Santa fe trail

Fort Larned

Stone Buildings

Stone Buildings -- The stone buildings at Fort Larned are original, although they have been extensively renovated in the last fifty years. They were built between 1866 and 1868 (U.S. National Park Service, Fort Larned's Buildings). Other less permanent structures have not survived. The fort was decommissioned in 1878, and the property was sold in 1884 (U.S. National Park Service, Watching the Fort). It was a ranch until 1966 when it passed back into federal ownership. The Frizell family operated the ranch after 1902 (U.S. National Park Service, Ranching Period) and did not make any irrevocable architectural changes. (Fri 04 Sep 2015 01:54PM, Fullsize 242KB, Map)

Fort Larned was one of a series of Army outposts located near the Santa Fe Trail from which troops were dispatched to escort traffic when and where Indians threatened. Troops did not accompany travelers the whole duration (two months) and length (800 miles) of the end-to-end trip between the Missouri River and Santa Fe in New Mexico Territory (U.S. National Park Service, Santa Fe Trail) but were assigned to patrol between Fort Union and Fort Larned roughly every two weeks. They alternated between the Mountain Route and the Dry Route (Oliva).

Fine Masonry

Fine Masonry -- Workmen who quarried the stone nearby and who mortared it into place here knew their business, took pride in their handicraft, and evidently spent too much time and effort on it to please their superiors. (Fri 04 Sep 2015 01:56PM, Fullsize 349KB, Map)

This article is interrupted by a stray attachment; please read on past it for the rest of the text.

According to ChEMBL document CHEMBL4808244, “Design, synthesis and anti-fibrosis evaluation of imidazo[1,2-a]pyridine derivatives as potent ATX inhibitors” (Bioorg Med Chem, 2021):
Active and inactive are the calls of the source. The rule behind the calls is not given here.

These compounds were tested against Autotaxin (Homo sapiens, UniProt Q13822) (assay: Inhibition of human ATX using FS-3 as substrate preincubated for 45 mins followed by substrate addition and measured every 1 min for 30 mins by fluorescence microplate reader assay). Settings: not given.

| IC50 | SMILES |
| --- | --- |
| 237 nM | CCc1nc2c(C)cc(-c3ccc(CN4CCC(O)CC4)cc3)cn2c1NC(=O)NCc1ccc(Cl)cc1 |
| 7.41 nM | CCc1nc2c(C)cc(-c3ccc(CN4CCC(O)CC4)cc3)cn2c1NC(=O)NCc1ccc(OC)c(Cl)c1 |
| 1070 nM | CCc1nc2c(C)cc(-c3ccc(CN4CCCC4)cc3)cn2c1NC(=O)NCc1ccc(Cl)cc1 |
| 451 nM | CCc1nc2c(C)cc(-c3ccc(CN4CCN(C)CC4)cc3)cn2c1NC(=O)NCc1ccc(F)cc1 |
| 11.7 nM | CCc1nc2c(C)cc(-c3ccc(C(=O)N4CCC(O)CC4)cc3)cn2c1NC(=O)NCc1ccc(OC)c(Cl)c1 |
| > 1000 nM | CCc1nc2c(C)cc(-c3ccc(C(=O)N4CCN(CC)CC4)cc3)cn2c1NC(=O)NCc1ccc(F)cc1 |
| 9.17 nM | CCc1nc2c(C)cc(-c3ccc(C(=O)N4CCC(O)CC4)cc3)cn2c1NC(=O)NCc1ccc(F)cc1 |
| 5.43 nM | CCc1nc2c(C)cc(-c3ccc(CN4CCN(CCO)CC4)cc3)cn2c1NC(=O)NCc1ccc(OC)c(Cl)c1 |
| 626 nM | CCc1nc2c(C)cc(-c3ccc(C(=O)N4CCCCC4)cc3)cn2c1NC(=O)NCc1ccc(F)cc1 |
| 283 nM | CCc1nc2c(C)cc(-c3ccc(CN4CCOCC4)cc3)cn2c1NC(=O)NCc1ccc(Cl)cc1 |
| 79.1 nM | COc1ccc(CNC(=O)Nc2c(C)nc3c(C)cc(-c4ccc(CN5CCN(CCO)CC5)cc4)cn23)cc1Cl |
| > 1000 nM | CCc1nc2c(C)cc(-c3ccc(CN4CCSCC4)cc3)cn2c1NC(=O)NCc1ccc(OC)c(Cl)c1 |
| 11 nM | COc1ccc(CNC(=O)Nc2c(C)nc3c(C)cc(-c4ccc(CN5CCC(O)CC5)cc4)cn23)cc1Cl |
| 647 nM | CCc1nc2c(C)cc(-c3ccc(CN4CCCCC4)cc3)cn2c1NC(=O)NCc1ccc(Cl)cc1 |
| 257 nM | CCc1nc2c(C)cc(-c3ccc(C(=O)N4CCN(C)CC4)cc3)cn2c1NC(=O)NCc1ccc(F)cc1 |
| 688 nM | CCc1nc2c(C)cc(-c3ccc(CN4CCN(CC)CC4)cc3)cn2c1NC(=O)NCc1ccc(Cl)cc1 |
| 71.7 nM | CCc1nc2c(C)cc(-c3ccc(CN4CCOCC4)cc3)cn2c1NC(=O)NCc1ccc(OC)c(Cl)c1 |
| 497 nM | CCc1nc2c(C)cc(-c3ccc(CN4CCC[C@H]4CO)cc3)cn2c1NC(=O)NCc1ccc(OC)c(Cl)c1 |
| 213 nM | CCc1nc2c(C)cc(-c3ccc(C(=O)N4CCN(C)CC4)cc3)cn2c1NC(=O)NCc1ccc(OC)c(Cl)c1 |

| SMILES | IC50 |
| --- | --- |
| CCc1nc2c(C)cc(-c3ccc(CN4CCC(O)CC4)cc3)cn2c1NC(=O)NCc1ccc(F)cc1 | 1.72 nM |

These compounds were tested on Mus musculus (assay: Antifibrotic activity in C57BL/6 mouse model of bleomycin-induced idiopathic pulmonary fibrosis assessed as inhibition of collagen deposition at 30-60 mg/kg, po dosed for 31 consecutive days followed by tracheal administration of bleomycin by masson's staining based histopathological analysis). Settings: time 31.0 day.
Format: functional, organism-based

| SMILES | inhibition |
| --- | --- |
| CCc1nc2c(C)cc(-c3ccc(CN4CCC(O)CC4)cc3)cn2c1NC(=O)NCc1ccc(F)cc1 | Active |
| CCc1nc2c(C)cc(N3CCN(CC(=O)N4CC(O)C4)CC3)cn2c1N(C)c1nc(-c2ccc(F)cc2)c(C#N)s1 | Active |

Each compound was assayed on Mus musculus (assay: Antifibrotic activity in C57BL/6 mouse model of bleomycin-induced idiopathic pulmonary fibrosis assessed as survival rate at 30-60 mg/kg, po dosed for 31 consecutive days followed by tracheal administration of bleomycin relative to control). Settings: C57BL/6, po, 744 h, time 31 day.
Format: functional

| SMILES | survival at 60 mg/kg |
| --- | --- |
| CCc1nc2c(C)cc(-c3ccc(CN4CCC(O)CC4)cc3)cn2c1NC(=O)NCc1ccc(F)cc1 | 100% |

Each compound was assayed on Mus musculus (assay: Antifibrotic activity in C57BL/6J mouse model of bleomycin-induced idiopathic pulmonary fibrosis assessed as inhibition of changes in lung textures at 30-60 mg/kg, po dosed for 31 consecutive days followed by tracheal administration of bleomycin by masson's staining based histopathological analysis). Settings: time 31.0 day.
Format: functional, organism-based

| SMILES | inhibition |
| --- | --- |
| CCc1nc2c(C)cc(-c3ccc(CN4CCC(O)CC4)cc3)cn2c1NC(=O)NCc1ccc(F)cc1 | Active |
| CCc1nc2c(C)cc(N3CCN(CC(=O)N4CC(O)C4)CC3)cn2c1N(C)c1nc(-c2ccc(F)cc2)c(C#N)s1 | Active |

Fort Larned was located near the eastern junction of the Dry and Mountain Routes of the Santa Fe Trail.

Today, the site has been renovated and is open to the historically inquisitive. It houses a collection of antiques and period-correct reproductions, including an Army bunkhouse complete with uniforms, tack, and supplies. There is also a rare specimen of an original Conestoga wagon.

Rough Masonry

Rough Masonry -- You can easily imagine that those in charge concluded there was too much waste of material and time going on and commanded a more pragmatic standard of construction for the remaining buildings. (Fri 04 Sep 2015 01:57PM, Fullsize 327KB, Map)

In the spring of 1867, General Winfield Scott Hancock, who had been wounded during Pickett's Charge at Gettysburg in 1863, led a large detachment of troops from Fort Larned to sack a deserted Cheyenne and Sioux village nearby. All the families in the village had fled at the Army's approach, fearing a recurrence of the Sand Creek Massacre. The presence of the Army on the High Plains provoked a summer-long series of battles known as Hancock's War (U.S. National Park Service, Hancock's War). Details of the inconclusive campaign were circulated in the press by General George Armstrong Custer while he was on disciplinary suspension from Hancock's outfit (Hart). Nine years later, Custer was dead, and, four years after that, Hancock was the Democratic Presidential Candidate.


Panorama -- This thumbnail is number six out of ten that were stitched together using the Hugin utility program. Please click on the thumbnail to see a 180° panorama of the quadrangle. (Fri 04 Sep 2015 02:01PM, Fullsize 5.2MB, Map)

Because it was politically incorrect, not to say infeasible, to station segregated units of black U.S. Army soldiers in states comprising the former Confederacy during Reconstruction, these were instead deployed in the West where they were engaged during the Indian Wars. These troops adopted the name Buffalo Soldiers. Company A of the 10th Cavalry was billeted at Fort Larned from 1867 to 1869 (U.S. National Park Service, 10th Cavalry at Fort Larned).


Interior -- Officers and their families lived in comparative comfort. (Fri 04 Sep 2015 03:36PM, Fullsize 228KB, Map)

Wells and Privies

Wells and Privies -- Each duplex at the west side of the quadrangle had its own well and privy. They seem awfully close together by today's standards (Muruka). (Fri 04 Sep 2015 03:47PM, Fullsize 258KB, Map)